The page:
Monday was the first day to pre-file bills for the 2009 session.
The abortion bill, a bill that got significant attention last year but did not pass, would require doctors to inform women about abortion alternatives.
During last year's session, the bill stalled on the floor of the Senate when Democrats threatened to filibuster. In 2009, Republicans will hold three more seats in the Senate, making a similar move more difficult.
The information doctors would be required to provide includes color photographs of a fetus, a video and information about whether a fetus can feel pain.
The bill would also make it a misdemeanor to coerce some one into an abortion.
The bill's sponsor Rep. Cynthia Davis, R- O'Fallon, said the number one reason women get an abortion is pressure from family or a spouse.
"It gives women a way out if they know they don't have to have an abortion," Davis said.
Davis said the bill is important for people on both sides of the abortion issue because "it's about choice." She said some women don't have a choice because they are being coerced into a decision.
Another bill filed for the session include banning welfare recipients from receiving help if they test positive for drugs. Recipients would only be tested if the Social Services Department has reason to believe they are on drugs.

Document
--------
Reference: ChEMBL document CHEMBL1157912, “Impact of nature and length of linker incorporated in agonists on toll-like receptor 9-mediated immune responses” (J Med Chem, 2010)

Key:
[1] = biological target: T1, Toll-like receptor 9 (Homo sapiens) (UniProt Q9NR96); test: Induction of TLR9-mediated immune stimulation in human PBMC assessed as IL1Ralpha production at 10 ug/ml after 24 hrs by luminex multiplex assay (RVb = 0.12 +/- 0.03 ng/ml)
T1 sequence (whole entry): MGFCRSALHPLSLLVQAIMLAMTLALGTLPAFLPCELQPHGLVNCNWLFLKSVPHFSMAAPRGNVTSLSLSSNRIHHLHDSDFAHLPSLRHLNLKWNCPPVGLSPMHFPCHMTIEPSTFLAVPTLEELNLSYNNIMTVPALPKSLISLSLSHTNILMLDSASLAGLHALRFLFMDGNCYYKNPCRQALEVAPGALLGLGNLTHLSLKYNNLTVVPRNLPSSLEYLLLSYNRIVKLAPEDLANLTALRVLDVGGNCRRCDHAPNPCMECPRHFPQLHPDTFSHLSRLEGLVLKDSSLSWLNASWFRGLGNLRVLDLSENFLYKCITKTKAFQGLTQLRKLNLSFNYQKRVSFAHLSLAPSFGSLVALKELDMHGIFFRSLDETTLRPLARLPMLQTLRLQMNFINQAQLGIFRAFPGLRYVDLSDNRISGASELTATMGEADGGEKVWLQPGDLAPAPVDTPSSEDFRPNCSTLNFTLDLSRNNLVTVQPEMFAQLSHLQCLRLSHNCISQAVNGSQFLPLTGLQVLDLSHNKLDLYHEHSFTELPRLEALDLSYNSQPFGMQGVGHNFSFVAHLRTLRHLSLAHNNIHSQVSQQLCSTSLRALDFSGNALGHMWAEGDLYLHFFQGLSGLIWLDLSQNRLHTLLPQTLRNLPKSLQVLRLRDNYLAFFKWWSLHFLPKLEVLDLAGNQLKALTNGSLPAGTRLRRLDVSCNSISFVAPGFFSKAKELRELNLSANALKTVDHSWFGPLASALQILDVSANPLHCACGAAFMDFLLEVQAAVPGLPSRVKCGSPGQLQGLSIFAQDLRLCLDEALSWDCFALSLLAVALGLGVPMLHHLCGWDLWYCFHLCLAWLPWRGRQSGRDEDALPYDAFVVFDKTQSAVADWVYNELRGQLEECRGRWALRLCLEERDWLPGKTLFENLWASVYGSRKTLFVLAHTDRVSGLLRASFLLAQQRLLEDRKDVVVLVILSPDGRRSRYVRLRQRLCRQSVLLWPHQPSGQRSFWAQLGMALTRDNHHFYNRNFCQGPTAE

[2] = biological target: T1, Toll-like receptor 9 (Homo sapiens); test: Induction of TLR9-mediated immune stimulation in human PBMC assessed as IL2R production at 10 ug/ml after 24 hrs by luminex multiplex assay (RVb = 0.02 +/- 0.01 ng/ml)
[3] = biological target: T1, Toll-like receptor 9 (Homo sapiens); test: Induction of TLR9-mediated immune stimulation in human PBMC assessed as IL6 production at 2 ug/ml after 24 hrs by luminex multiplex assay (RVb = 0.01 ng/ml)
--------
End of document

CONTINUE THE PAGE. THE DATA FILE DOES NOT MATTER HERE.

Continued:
"We do drug testing in a lot of other industries, I thought, if you want to earn public assistance you ought to be drug free," Sen. Bill Stouffer, R-Napton-- the bill's sponsor, said.
The bill would impact those applying for Temporary Assistance for Needy Families-- a state program designed to provide financial assistance to families with children where the parent does not make enough money working to support themselves.
If the drug test is positive, the recipient can be declared ineligible for the program for three years. Child eligibility would not be affected.
A similar bill was filed in the House of Representatives. Stouffer said if both chambers work on the same issue it can be refined and made stronger.
Another bill filed in both chambers would allow Missourians to vote early, starting three Wednesdays before election day.
The bill's sponsor in the Senate, Sen. Rita Days, D-St. Louis County, said advanced voting has been on her legislative agenda for years but said she thinks voting problems in the November election might spur the bill through the legislature.
"We looked at the number of people who were disenfranchised by the long lines and problems when it comes to voting," Days said. "The time has come for us to open the avenue for people to vote in different ways."
Rep. Michael Frame, D- Eureka, proposed the bill the House and said he the amount of voters who turned out for the 2008 election will be enough incentive to propel the bill forward.
Other bills include:
Columbia's Democrat legislators pre-filed three bills Monday including: